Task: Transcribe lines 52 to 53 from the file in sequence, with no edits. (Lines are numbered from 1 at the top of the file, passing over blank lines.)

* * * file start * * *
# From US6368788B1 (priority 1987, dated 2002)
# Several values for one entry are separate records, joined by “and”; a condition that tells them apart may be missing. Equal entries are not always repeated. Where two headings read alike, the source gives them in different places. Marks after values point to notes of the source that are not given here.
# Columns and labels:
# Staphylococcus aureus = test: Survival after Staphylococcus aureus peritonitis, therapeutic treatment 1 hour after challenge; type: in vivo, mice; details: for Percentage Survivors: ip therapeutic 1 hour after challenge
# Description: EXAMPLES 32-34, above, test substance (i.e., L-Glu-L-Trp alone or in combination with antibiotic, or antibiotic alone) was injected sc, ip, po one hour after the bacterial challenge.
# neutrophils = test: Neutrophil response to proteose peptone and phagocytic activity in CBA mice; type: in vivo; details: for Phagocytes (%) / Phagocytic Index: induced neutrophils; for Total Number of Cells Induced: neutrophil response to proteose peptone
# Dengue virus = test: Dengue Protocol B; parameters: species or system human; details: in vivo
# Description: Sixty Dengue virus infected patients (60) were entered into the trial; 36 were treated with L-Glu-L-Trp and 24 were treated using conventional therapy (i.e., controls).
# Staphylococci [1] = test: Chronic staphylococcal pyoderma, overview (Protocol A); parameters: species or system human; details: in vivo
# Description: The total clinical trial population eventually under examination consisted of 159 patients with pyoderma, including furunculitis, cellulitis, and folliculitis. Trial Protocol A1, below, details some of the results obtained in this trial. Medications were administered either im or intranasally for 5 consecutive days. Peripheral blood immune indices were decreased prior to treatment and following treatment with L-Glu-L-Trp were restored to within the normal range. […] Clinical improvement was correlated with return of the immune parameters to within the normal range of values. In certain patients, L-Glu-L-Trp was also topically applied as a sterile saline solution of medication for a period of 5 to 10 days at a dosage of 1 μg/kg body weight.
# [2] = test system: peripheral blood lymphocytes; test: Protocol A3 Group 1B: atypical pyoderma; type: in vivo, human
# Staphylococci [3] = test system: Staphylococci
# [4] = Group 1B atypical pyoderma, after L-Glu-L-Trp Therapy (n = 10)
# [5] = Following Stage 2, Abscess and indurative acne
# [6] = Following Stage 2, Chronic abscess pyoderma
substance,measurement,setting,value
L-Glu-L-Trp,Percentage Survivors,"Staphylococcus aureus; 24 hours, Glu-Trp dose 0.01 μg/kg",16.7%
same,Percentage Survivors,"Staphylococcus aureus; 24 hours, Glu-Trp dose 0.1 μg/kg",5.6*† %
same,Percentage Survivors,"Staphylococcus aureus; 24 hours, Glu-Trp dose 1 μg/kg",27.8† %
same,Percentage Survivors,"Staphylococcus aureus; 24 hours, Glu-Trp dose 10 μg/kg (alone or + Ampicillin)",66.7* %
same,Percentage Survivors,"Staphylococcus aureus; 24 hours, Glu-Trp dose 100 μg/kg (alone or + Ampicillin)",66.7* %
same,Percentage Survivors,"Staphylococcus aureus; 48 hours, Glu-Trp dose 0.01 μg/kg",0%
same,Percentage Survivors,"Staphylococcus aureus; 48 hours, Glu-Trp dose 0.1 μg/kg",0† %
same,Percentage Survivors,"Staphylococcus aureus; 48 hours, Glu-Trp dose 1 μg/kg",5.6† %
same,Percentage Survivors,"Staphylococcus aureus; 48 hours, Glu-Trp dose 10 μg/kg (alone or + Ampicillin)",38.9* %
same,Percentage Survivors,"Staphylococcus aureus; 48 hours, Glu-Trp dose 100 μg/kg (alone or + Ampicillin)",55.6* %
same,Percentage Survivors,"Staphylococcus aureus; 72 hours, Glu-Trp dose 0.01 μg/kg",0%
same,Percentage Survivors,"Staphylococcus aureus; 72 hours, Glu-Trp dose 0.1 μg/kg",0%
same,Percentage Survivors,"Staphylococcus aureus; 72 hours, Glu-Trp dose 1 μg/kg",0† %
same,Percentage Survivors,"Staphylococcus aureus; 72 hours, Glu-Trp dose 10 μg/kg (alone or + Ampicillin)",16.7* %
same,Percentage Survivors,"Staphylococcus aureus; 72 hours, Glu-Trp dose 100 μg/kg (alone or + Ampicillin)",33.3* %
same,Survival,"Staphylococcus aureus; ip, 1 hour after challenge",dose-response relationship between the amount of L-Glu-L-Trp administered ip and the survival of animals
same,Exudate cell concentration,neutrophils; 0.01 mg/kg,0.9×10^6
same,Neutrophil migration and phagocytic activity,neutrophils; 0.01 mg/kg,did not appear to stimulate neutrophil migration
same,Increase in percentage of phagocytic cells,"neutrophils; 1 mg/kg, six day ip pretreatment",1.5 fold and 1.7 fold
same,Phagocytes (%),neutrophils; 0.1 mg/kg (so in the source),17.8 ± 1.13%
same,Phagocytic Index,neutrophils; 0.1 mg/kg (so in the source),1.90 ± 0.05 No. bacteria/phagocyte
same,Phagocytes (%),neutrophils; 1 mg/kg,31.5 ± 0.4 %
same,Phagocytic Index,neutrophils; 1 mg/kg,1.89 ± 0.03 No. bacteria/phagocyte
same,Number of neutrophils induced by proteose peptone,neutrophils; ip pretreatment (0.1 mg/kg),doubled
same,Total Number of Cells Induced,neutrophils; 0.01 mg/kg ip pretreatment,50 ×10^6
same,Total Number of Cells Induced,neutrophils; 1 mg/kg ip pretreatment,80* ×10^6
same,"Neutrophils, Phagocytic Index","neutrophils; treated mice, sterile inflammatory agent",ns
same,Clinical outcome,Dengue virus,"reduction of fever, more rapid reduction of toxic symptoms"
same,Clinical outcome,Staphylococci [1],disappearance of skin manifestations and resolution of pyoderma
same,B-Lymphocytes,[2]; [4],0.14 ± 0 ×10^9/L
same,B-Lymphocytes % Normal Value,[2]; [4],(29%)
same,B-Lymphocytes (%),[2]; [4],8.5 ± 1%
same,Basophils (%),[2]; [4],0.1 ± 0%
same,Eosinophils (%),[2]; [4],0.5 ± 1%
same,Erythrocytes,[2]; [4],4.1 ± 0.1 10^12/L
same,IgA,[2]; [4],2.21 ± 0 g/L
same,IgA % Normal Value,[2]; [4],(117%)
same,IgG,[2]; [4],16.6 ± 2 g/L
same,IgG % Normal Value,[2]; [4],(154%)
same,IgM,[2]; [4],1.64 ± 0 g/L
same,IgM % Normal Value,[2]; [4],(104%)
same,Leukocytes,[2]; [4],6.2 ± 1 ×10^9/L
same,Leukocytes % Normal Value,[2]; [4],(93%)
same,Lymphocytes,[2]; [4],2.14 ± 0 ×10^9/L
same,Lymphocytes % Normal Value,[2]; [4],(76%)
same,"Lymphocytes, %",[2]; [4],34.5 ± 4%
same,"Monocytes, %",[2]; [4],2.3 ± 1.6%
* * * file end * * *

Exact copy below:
same,IgA,[2]; [4],2.21 ± 0 g/L
same,IgA % Normal Value,[2]; [4],(117%)